Penrice Castle is the 13th century successor to a strong ringwork to the southeast, known as the Mountybank. It was built by the de Penrice family who were originally given land at Penrice for their part in the Norman conquest of Gower. The last de Penrice married a Mansel in 1410 and so the castle and its lands passed to the Mansel family. The Mansels later bought Margam Abbey, which they made their main seat while retaining their Gower lands. In the 17th century the castle was damaged in the English civil war.
The stone castle is a large, very irregular hexagon with a round keep on the west side, to which were attached two other towers and a partial mantlet or chemise wall. At the northwest corner is a twin square towered gatehouse with another tower in the interior. The ground falls away steeply on the north, east, south and southwest sides, where there are various other turrets, though not very scientifically disposed. The whole structure is now in a dangerous condition, but the south wall can be seen from the footpath that runs past the 18th-century mansion on the estate ( ), immediately to the south.
The mansion, built in the 1770s by the neo-classical architect Anthony Keck for Thomas Mansel Talbot (1747–1813) of Margam and Penrice, is itself Grade I listed and one of the finest country houses in Wales. The surrounding park is also Grade I listed and was laid out by William Emes, a student of Capability Brown, in c. 1773–76, while the mansion was built.
The mansion was built to house Thomas Mansel Talbot's collection of antiquities and works of art. He visited Italy between 1769 and 1773 and bought antiquities from Thomas Jenkins, Gavin Hamilton and Giambattista Piranesi, which included a Minerva with bronze helmet and a funerary monument (now in the Courtauld Institute, London). He also bought modern furniture by Albacini and Valadier, and contemporary sculpture by Johan Tobias Sergel and commissioned busts of himself and Pope Clement XIV from Christopher Hewetson (the latter is now in the Victoria and Albert Museum, London), as well as acquiring paintings by Rembrandt and Hackert and drawings by Poussin. His collections were shipped from Italy in 1772 and 1775 and put on display after his marriage in 1792. A large part of the collection was later transferred to Margam Castle and was sold at auction in 1941.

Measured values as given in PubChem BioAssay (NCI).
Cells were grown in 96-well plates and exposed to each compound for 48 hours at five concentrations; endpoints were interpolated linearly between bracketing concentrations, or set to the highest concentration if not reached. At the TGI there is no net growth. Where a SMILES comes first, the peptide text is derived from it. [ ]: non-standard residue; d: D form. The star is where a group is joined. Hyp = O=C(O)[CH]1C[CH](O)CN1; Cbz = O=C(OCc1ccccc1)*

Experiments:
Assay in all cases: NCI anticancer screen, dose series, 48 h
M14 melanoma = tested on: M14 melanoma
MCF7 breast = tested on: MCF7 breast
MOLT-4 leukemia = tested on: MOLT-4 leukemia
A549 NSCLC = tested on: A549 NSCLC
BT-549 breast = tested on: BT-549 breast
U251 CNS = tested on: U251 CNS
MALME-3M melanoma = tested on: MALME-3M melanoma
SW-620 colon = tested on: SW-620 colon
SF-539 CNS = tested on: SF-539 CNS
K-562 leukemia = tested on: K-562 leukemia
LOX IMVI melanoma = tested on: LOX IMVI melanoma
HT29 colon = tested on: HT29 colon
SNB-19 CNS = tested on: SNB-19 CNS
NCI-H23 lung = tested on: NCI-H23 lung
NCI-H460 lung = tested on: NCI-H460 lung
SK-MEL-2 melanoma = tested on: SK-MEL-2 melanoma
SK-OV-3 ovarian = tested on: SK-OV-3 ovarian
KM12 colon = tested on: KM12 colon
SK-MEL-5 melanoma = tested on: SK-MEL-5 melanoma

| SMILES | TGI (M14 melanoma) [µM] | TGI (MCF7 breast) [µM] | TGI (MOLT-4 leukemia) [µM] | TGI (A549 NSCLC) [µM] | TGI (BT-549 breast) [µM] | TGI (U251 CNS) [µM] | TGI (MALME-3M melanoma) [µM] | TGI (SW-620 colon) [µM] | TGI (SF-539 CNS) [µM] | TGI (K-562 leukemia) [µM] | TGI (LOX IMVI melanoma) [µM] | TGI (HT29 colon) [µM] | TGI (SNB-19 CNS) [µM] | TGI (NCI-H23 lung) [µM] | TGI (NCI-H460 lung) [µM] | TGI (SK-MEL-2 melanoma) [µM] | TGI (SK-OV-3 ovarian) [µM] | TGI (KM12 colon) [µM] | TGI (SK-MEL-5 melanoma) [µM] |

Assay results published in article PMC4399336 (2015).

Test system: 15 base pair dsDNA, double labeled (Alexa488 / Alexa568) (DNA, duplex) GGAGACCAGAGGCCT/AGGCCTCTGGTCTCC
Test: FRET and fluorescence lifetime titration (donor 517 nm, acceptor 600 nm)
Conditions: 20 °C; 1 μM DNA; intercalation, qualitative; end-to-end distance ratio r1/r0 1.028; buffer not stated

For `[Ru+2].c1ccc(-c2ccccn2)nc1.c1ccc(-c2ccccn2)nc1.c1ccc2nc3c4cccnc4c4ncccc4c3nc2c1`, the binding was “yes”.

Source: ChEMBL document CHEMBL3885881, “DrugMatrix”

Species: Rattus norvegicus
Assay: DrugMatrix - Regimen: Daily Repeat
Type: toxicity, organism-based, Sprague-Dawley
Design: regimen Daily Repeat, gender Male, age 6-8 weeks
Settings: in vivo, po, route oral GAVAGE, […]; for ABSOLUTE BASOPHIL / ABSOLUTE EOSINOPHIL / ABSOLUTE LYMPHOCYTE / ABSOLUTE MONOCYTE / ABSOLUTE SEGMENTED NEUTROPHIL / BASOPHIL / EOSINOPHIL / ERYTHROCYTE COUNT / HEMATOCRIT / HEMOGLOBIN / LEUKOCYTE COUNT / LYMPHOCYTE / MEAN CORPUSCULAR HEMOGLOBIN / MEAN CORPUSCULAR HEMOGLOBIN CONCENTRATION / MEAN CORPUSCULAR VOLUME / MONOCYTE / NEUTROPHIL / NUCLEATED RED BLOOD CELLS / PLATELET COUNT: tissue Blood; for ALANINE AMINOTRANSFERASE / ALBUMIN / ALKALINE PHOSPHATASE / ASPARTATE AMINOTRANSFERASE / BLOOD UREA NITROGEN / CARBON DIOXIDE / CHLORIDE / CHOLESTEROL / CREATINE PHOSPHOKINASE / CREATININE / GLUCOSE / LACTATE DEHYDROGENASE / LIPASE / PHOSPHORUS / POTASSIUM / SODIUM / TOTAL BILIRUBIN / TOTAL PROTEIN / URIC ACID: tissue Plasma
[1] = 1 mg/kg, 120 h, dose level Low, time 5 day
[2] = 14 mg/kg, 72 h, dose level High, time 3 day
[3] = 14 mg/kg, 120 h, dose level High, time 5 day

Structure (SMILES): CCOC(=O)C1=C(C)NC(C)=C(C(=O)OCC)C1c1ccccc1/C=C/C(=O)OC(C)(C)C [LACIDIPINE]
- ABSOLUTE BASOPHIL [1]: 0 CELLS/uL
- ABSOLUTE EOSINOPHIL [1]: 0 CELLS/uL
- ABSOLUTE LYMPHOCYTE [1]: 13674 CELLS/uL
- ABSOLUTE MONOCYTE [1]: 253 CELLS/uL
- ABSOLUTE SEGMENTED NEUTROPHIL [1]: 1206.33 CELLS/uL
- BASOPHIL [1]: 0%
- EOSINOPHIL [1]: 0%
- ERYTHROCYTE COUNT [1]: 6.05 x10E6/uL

Information about the Penrice household and family in 1799–1806 and after appears in the published diaries and correspondence of the Scottish-born governess Agnes Porter. The publication was collated by Joanna Martin, who found the source materials in the castle attic in about 1973.
The mansion is now lived in by the Methuen-Campbell family, who are direct descendants of the de Penrice family.
The name Penrice Castle was carried by a Castle Class locomotive No. 5057 of the GWR . In 1937 the name was transferred to locomotive No. 5081 and was further transferred to No. 7023 in 1949.
- I. Bignamini, C. Hornsby, Digging And Dealing In Eighteenth-Century Rome (2010), pp. 323–324
- RCAHMW, Glamorgan, Vol III, Pt (1b), The Later Castles (2000)
- The Penrice Letters, 1768–1795, ed. A. Martin (1993)
- J. Cornforth, "Penrice Castle, Glamorganshire", in Country Life (18 September 1975), pp. 694–697 and (25 September 1975) 754–757
- A. Michaelis, Ancient Marbles in Great Britain (1882)
- Penrice Castle
- www.geograph.co.uk : photos of Penrice Castle and surrounding area
- 3D model of the ruins of Penrice Castle (YouTube)